In contrast, human identities are made to be used by real people. This makes them unpredictable and it becomes challenging to right-size permissions for specific resources and actions especially when ad-hoc tasks arise. To execute on zero trust, implementing an integrated just-in-time (JIT) access program is the key. No organization can completely eliminate all access into the cloud by human users. That’s not realistic. Here’s a way to massively reduce risks associated with human identities: Give DevOps teams the ability to programmatically request short-term access to the cloud for specific tasks in critical environments and make sure that this short-term access workflow integrates into existing communication tools like Slack, Microsoft Teams and more.
Security programs that don’t account for these differences can cause toil and friction between DevOps and IT teams. Delivering on the promise of DevSecOps means making sure security is embedded into workflows in a way that is scalable. This is where integrated Cloud Infrastructure Entitlement Management (CIEM) and Cloud Native Application Protection Platforms (CNAPP) tools can come into play. Integration between these tools can give you visibility and control over cloud infrastructure, Kubernetes, containers, infrastructure as code (IaC), identities, workloads and more.
Look for the following in integrated CNAPP and CIEM security solutions:
- Entitlement insight and visualization: As the old security adage goes, you cannot secure what you cannot see. Accurate multi-cloud visibility into resources, permissions and their activity is an essential starting point.
- Ongoing risk assessment: You need to continuously monitor the cloud environment to detect and assess risk factors such as network exposure, misconfigurations, risky permissions, exposed secrets, and identity-related threats, including anomalous data access.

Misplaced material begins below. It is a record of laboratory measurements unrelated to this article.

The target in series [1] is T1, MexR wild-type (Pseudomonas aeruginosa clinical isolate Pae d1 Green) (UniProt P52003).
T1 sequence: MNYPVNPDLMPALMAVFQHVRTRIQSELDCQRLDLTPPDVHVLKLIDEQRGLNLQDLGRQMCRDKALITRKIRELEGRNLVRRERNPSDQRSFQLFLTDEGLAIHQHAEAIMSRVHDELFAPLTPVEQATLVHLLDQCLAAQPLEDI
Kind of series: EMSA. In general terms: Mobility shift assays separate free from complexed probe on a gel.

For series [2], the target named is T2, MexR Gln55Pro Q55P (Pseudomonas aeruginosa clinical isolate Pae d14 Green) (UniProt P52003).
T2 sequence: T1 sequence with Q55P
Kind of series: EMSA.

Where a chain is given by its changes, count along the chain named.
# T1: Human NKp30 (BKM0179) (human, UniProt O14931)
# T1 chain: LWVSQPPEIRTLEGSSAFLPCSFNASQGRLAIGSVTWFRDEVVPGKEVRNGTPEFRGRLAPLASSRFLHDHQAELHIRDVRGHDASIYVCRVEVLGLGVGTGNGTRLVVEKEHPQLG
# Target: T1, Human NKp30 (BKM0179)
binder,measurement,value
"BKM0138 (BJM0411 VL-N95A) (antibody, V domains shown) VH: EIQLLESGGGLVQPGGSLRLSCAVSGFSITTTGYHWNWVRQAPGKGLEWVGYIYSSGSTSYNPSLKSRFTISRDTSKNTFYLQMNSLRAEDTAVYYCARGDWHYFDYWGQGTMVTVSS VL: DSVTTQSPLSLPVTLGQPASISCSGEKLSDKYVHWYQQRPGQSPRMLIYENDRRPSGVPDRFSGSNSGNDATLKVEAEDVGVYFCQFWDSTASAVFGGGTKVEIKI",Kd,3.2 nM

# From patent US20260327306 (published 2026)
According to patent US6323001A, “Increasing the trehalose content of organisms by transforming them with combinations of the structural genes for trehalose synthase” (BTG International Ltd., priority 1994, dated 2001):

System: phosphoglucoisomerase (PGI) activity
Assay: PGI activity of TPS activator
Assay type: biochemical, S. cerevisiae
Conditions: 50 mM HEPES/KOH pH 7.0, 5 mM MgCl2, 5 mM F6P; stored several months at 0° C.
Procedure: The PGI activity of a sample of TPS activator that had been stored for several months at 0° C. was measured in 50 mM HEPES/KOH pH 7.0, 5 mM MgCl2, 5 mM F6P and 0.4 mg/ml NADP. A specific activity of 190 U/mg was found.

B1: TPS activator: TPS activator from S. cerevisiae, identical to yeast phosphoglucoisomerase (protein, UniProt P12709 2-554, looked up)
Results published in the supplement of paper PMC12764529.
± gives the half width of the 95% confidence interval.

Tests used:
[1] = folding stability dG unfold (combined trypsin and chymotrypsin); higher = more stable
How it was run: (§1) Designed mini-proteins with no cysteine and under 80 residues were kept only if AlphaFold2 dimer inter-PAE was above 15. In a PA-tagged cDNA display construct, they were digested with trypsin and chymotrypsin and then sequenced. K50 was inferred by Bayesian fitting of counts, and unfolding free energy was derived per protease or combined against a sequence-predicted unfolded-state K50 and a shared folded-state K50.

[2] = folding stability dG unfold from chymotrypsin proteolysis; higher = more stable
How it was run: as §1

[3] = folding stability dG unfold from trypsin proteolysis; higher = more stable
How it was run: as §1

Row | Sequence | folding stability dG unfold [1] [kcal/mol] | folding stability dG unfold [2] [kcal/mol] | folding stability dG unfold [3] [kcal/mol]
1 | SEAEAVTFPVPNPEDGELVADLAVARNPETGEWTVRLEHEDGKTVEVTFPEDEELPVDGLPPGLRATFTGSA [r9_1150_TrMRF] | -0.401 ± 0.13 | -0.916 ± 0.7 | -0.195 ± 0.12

- Enforcing the principle of least privilege: Integrated tooling should be able to automate permissions guardrails through least-privilege policies.
- Streamlined remediation: If you know where the risks are, it should be easy to remediate them in the tool with the opportunity to automate wherever it makes sense for your security strategy.
- Developer-centric access control: Take the frustration out of security for DevOps teams by providing them with the tools to empower them to integrate security into their workflows.
Combatting alert fatigue with context
While many security teams spend time tuning controls and policies in order to combat alert overload, a better way is to integrate security tools like CNAPP and CIEM into a single platform that delivers rich context across the attack surface. With integrated security tooling, you’re able to standardize on what "critical” truly means and better understand the attack pathways that attackers can leverage to cause damage in your cloud environment. Plus, it’s much easier to update when new threats and zero-days are discovered.
For example, you might have 100 publicly accessible workloads running in a cloud environment, but only 10 of them have critical vulnerabilities and only five of those have critical vulnerabilities and high privileges. This context gives security teams insight into where they should put their efforts based on what is most likely to be exploited. Too often security teams end up trying to address all 100 public workloads because point solutions lack the integration and identity-focused context needed to efficiently address threats.
Integrated capabilities to understand risk and exposure are important. And they make sense not just from an infrastructure or vulnerability perspective, but as a way to look at it all together and dynamically adjust risk scoring based on what’s actually happening in your environment.
For more information on securing identities in the cloud watch the on-demand webinar "Managing Security Posture and Entitlements in the Cloud."